maximize the value function V π(s).
The optimal policy is characterized by
V ∗(s) = max a∈A
[R(s, a) + λ ∑ s′∈S
Pss′(a)V ∗(s′)] (7)
where, V ∗(s) = supπ V π(s), attained when applying the optimal
policy π∗.
The model was solved numerically using Value Iteration.
Hussein Al-Zubaidy[8ex] SCE-Carleton University1125 Colonel By
Drive, Ottawa, ON, Canada Email:
[email protected] ()Downlink
Scheduler Optimization in High-Speed Downlink Packet Access
Networks21 August 2007 15 / 26
Problem Definition and Model Description Value Function
Value Function
Infinite-horizon MDP.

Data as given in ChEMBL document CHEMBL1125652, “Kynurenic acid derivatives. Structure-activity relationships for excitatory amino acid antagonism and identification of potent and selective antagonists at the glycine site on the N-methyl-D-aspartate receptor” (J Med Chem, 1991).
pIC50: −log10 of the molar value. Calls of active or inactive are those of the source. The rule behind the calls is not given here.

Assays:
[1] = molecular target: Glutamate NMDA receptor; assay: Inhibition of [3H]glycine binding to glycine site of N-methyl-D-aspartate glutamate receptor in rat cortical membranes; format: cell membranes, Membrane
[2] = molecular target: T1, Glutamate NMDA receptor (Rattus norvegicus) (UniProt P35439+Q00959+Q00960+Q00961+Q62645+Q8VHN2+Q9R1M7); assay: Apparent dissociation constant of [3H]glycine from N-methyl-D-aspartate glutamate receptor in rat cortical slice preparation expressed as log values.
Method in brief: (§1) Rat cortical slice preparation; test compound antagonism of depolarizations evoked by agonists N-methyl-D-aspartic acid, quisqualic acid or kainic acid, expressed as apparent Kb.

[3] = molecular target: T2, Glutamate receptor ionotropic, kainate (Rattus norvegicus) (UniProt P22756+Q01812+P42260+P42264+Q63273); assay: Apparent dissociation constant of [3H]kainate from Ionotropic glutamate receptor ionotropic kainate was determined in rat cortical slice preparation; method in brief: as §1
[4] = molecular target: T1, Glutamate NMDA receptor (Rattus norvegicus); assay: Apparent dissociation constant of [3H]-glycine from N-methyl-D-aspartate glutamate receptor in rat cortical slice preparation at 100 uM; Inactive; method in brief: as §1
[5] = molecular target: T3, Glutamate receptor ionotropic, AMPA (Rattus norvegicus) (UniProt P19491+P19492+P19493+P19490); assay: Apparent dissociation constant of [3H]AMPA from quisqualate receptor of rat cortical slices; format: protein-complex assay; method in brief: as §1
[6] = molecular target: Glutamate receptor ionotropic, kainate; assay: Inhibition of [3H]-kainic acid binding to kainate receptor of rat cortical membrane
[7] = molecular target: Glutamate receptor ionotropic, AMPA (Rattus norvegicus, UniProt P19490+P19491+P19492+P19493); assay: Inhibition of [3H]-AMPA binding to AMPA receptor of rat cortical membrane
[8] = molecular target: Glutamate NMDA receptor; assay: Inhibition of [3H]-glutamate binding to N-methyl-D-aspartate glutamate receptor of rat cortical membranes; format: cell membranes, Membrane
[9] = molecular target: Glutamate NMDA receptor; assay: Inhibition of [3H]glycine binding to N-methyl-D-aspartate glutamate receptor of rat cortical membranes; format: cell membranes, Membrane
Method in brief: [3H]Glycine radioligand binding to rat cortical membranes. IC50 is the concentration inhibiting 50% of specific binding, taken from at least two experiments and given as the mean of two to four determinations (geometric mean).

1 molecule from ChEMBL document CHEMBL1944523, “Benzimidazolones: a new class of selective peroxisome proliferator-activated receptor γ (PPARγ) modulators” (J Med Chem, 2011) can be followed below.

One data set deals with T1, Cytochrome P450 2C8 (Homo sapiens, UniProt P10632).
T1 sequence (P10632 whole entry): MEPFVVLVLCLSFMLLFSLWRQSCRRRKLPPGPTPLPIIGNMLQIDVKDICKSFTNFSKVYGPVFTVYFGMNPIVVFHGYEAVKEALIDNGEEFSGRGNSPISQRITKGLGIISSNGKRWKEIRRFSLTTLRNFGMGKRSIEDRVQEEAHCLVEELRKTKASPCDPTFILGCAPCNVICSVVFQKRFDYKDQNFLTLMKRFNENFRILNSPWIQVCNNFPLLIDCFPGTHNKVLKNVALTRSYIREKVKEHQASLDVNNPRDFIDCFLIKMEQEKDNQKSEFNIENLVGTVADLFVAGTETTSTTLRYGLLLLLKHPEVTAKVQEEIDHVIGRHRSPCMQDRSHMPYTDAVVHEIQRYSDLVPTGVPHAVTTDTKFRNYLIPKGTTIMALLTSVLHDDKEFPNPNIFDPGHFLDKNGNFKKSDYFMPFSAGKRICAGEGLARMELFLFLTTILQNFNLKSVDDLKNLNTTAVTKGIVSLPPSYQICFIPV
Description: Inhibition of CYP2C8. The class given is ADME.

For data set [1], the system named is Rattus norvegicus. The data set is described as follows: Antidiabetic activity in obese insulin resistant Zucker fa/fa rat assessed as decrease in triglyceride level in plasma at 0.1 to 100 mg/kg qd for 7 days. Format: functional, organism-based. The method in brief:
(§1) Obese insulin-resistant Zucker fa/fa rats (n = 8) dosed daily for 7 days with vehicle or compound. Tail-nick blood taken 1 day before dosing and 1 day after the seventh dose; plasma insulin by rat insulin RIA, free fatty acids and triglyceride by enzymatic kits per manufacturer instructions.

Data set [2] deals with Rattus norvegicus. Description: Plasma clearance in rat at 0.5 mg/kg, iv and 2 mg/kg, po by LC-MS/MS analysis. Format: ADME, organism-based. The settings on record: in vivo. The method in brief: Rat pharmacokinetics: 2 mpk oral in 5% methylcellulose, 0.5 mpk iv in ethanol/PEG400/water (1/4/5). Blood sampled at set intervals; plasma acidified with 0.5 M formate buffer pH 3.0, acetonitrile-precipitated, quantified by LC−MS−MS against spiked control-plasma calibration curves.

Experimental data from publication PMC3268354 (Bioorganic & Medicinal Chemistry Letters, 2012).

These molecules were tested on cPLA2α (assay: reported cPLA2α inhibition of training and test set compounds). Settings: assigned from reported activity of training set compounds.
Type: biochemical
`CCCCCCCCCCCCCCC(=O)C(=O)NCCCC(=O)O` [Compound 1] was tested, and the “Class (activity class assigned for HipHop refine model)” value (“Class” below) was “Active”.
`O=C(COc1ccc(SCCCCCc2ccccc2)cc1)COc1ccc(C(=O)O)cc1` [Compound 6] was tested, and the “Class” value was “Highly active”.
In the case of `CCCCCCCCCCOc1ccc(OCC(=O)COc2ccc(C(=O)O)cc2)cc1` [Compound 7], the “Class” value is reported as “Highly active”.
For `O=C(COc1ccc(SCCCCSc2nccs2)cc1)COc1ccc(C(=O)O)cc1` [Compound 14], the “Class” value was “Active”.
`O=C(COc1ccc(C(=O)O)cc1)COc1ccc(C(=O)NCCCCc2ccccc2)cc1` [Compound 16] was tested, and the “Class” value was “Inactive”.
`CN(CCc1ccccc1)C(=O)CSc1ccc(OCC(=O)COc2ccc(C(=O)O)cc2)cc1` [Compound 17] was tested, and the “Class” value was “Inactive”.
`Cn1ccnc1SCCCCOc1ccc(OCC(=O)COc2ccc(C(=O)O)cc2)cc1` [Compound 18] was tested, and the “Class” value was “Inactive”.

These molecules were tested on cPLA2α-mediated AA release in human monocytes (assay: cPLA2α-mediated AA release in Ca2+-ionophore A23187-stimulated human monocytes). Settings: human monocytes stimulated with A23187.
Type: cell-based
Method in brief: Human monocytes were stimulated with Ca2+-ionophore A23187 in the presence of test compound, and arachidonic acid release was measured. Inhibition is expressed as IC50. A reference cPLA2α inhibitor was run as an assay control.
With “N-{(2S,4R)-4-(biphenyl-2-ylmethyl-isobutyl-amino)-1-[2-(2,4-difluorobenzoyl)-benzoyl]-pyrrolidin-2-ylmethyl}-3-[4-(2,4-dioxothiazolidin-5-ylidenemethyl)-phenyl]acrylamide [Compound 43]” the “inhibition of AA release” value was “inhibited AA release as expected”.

Total expected discounted reward optimality criterion with discount
factor λ is used, where 0 < λ < 1.
The objective is to find the policy π among all policies, that
maximize the value function V π(s).
The optimal policy is characterized by
V ∗(s) = max a∈A
[R(s, a) + λ ∑ s′∈S
Pss′(a)V ∗(s′)] (7)
where, V ∗(s) = supπ V π(s), attained when applying the optimal
policy π∗.
The model was solved numerically using Value Iteration.
Hussein Al-Zubaidy[8ex] SCE-Carleton University1125 Colonel By
Drive, Ottawa, ON, Canada Email:
[email protected] ()Downlink
Scheduler Optimization in High-Speed Downlink Packet Access
Networks21 August 2007 15 / 26
Case Study and Results Case Study: Two Users with 2-State
FSMC
The Optimal Policy Structure
2,1 3,0
2,1
3,0
1,2
0,3
1,1
0,0 1,0 2,0
2,1
3,0
1,2
0,3
1,1
The Optimal Policy for Two Symmetrical Users, Different Channel
Quality, Different Arrival Probability
Hussein Al-Zubaidy[8ex] SCE-Carleton University1125 Colonel By
Drive, Ottawa, ON, Canada Email: